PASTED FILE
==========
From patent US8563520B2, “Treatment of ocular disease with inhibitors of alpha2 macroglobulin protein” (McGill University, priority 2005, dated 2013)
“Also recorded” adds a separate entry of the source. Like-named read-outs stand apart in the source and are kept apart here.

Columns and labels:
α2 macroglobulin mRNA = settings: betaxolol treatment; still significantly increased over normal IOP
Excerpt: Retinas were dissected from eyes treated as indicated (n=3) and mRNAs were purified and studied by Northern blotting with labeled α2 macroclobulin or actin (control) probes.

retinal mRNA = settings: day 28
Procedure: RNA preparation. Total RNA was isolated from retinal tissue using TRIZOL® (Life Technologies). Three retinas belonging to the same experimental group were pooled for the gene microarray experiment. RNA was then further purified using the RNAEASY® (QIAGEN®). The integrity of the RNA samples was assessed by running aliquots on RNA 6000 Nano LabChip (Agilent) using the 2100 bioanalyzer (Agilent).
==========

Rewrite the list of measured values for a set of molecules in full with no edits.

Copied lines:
From patent US8563520B2, “Treatment of ocular disease with inhibitors of alpha2 macroglobulin protein” (McGill University, priority 2005, dated 2013)
“Also recorded” adds a separate entry of the source. Like-named read-outs stand apart in the source and are kept apart here.

Columns and labels:
α2 macroglobulin mRNA = settings: betaxolol treatment; still significantly increased over normal IOP
Excerpt: Retinas were dissected from eyes treated as indicated (n=3) and mRNAs were purified and studied by Northern blotting with labeled α2 macroclobulin or actin (control) probes.

retinal mRNA = settings: day 28
Procedure: RNA preparation. Total RNA was isolated from retinal tissue using TRIZOL® (Life Technologies). Three retinas belonging to the same experimental group were pooled for the gene microarray experiment. RNA was then further purified using the RNAEASY® (QIAGEN®). The integrity of the RNA samples was assessed by running aliquots on RNA 6000 Nano LabChip (Agilent) using the 2100 bioanalyzer (Agilent).